One of the primary targets of these new laws was the increasingly active and radical Industrial Workers of the World (IWW). Because the union organized immigrant and unskilled workers regardless of race, religion or gender, Palmer blamed the IWW for spreading dangerous ideas. In 1917 federal agents raided 48 IWW halls, arresting 165 leaders. Those arrested included Bill Haywood, the executive board and editors of the union’s newspapers and publications. Members were charged with conspiracy to hinder the draft, encouraging desertion and intimidation of others in labor disputes. In April 1918, 101 members went on trial. Almost all were convicted and sentenced to prison terms of up to 20 years. Persecution of the IWW continued in the following years, with over 2,000 total arrests.
The Socialist Party, which at the time had close to 100,000 members, also fell victim to these new laws. In May 1917 the party’s office in Indianapolis was raided. By September the federal government had rounded up most of the leaders and brought them to trial in February 1918. Socialist Party leader Eugene V. Debs was also arrested and after his trial was sentenced to ten years in jail. The following year, the Supreme Court ruled that the speech Debs gave supporting socialism and opposing military recruitment was not protected by the First Amendment.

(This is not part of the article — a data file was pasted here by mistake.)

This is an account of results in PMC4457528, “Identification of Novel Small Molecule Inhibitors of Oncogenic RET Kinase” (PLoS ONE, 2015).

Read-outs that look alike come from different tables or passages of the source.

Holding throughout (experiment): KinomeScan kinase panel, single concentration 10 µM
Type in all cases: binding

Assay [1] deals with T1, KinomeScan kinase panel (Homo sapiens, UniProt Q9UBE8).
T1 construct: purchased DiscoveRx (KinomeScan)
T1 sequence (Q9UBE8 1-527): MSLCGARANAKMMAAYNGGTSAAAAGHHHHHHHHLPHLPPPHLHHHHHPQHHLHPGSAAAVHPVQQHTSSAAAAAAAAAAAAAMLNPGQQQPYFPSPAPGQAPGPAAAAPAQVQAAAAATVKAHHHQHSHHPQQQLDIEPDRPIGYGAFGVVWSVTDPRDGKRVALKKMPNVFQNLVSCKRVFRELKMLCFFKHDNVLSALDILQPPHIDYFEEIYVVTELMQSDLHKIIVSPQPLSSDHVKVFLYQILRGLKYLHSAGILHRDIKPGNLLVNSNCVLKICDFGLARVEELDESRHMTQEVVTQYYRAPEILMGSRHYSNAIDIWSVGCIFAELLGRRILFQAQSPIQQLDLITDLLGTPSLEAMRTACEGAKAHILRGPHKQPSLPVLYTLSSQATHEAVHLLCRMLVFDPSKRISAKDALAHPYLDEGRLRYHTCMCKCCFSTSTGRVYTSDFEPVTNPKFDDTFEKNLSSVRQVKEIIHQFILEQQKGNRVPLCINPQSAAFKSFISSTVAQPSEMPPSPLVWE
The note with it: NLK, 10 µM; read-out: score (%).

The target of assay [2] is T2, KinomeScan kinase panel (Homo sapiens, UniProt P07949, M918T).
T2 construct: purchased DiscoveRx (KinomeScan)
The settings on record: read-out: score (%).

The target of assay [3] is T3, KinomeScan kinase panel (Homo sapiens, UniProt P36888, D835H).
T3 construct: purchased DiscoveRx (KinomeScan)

Recent immigrants bore the brunt of the government’s attacks. Although nearly a third of Americans were first- or second-generation immigrants, many were from Eastern and Central Europe and considered untrustworthy. In 1919 President Wilson authorized Attorney General Palmer to arrest and deport thousands of foreign-born radicals. On one notorious night that December, 249 resident aliens, including anarchists Emma Goldman and Alexander Berkman, were arrested and ultimately deported to the Soviet Union.